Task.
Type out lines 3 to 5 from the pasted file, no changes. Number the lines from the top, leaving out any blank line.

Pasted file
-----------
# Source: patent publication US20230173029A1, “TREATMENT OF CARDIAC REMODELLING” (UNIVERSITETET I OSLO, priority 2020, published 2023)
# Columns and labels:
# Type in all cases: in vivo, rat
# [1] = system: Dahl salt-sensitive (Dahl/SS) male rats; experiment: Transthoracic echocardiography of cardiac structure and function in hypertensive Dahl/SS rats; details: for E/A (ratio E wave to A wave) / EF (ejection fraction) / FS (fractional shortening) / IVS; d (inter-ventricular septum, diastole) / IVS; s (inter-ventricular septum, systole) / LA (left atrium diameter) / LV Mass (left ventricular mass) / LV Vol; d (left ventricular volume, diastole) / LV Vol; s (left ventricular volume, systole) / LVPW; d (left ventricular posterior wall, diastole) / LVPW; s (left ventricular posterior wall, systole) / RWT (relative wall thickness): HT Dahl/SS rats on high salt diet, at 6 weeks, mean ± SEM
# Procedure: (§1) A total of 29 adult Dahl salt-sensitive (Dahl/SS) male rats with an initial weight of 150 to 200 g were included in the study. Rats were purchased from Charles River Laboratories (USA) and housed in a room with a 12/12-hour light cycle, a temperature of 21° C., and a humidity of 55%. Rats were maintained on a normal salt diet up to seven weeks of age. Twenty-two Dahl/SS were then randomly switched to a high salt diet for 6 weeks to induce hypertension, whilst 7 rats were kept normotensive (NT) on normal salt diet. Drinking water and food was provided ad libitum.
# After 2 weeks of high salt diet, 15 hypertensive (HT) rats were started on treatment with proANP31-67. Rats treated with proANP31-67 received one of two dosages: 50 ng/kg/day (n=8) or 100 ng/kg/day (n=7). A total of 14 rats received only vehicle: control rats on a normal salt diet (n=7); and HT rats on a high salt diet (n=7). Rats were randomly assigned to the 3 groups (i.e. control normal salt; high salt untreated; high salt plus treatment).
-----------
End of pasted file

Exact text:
# Type in all cases: in vivo, rat
# [1] = system: Dahl salt-sensitive (Dahl/SS) male rats; experiment: Transthoracic echocardiography of cardiac structure and function in hypertensive Dahl/SS rats; details: for E/A (ratio E wave to A wave) / EF (ejection fraction) / FS (fractional shortening) / IVS; d (inter-ventricular septum, diastole) / IVS; s (inter-ventricular septum, systole) / LA (left atrium diameter) / LV Mass (left ventricular mass) / LV Vol; d (left ventricular volume, diastole) / LV Vol; s (left ventricular volume, systole) / LVPW; d (left ventricular posterior wall, diastole) / LVPW; s (left ventricular posterior wall, systole) / RWT (relative wall thickness): HT Dahl/SS rats on high salt diet, at 6 weeks, mean ± SEM
# Procedure: (§1) A total of 29 adult Dahl salt-sensitive (Dahl/SS) male rats with an initial weight of 150 to 200 g were included in the study. Rats were purchased from Charles River Laboratories (USA) and housed in a room with a 12/12-hour light cycle, a temperature of 21° C., and a humidity of 55%. Rats were maintained on a normal salt diet up to seven weeks of age. Twenty-two Dahl/SS were then randomly switched to a high salt diet for 6 weeks to induce hypertension, whilst 7 rats were kept normotensive (NT) on normal salt diet. Drinking water and food was provided ad libitum.